In the wake of an active shooter threat on the SUNY Oneonta campus Wednesday, thousands have signed petitions criticizing the administration’s response.
“I am so sorry that we suffered the threat of violence on our campus,” SUNY Oneonta president Barbara Jean Morris said in a Wednesday night email addressed to students. “Unlike other events around the country, I am thankful that what transpired here presented no real danger. However, it has shown us our vulnerabilities.” The letter continued, “Now, we will work on ways to improve. This will be important work.”
An investigation determined the threat did not originate in Oneonta and was not made by a student at the college, according to police.
Brooke Decker, a second-year student from Long Island, started a petition Wednesday night urging the college to cancel classes the following day to give her and her fellow students “a day to recover from this traumatic event.”
“I really thought a lot of us needed today to process what happened,” Decker said. “I know I would not have been able to sit in a classroom without feeling anxious and I definitely wouldn’t have been able to concentrate.”
Despite the petition garnering more than 5,000 signatures within four hours, classes were held as scheduled, Decker said. A few professors canceled classes of their own accord, while others made accommodations for students affected by the incident.
“I emailed my professors and they both decided not to cancel, but said that they would not take attendance,” she said. “Both of my professors for the day were very understanding, and one of them offered to make the class period a time for any students to talk to him about what happened.”
Even the thought of leaving her room was terrifying, Decker said. “I only left my room to get breakfast, but even then I felt really uneasy.”
Decker said she was in her room with her boyfriend when she got the shelter-in-place advisory.
“My boyfriend put some furniture in front of my door and turned the lights off,” she said. “We sat on the floor while I talked to my mom.”
Her mother was “relatively calm” on the phone, Decker said, but “ended up leaving work about 10 minutes later because she couldn’t focus.”
“There are no words to describe how I felt,” the mother, Kara Decker, said. “This is a parent’s worst fear and I’ve never experienced that feeling before. It was horrifying.”
Decker said she also checked on her sister and two cousins, who also attend the college. Her sister was at her off-campus house at the time of the incident.
“My sister was a little freaked out because I was crying when I called her, but she was at her house off campus,” she said. “My one cousin was in class and said that the professor was teaching like nothing happened, and my other cousin was in his room.”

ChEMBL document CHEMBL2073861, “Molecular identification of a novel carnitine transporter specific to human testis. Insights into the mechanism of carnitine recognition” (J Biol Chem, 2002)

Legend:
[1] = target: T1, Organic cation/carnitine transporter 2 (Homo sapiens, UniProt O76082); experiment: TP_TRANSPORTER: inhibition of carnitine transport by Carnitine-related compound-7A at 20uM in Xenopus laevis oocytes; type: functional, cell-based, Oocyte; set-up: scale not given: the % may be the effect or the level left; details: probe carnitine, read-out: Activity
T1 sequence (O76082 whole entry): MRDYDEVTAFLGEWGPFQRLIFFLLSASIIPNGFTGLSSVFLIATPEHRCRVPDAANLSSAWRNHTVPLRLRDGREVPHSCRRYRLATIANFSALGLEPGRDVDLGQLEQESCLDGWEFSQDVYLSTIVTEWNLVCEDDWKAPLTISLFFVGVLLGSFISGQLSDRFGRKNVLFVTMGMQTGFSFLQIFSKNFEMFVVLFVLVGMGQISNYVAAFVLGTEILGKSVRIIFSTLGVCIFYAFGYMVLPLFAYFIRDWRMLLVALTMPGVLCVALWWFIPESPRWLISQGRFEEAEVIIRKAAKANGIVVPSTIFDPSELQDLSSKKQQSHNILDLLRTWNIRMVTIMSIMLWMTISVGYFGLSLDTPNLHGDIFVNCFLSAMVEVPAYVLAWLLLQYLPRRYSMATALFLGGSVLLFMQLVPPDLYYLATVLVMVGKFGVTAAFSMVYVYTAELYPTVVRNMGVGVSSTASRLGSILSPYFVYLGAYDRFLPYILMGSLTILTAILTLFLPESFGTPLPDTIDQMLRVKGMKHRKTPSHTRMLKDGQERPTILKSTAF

Chrystal Savage, a fourth-year student from Delhi, said she was sitting in her English capstone seminar in Fitzelle Hall when the student next to her showed her the campus alert.
“Our professor didn’t even have time to react before I got up and locked the door,” she said.
Another student turned off the lights, and the students started moving their things to the far corner of the room, Savage said.
As part of a generation raised in the aftermath of Columbine, Savage said she and her classmates react to threats of an active shooter almost instinctively.
Since 2016, New York state has required every school district to conduct a minimum of four lockdown drills per year, but colleges and universities are not held to the same standard.
Savage launched a petition urging administrators to require active shooter training and install locks on every classroom door.
“Professors were vastly uneducated and under-prepared, and in some instances, even told their students to run,” Savage wrote in a Change.org petition launched Thursday afternoon.
“Students were denied refuge in cafes and other so-called ‘safe spaces’ on campus, and others were trapped outside after being let off city transportation on campus,” the petition claimed.
Sitting with her classmates, Savage said she and others were on the phone with University Police and Oneonta Police, who gave the “all-clear” after about 45 minutes.
Students started to exit the building when the emergency alarm on top of the library sounded, she said.
“People were screaming and running — nobody knew what was happening,” Savage said. “It was almost more horrible than it was before, because we were all out in the open.”
The students later learned the alarm signaled the end of the shelter-in-place order, but Savage said there was no way to know at the time.
“More or less, students want a little more genuine care and compassion for their lives, for their security, and for their safety when they are the financial reason that you have yours,” she wrote in the petition.
The last line reads “this is a human life, not a disposable 100K” — an approximation of each student’s bill for four years of tuition, room and board, Savage said. “I feel like the amount of money we’re putting in isn’t what we’re getting out.”
Savage also said the college failed to communicate with students throughout the incident. Students may opt out of the college’s emergency updates, she said, so not everyone was immediately aware of the shelter-in-place advisory.
“Oneonta has said what the story is, but they never addressed the rumors,” Savage said. “For an hour, we thought all these horrible things were true.”
Sarah Eames, staff writer, can be reached at firstname.lastname@example.org or 607-441-7213. Follow her @DS_SarahE on Twitter.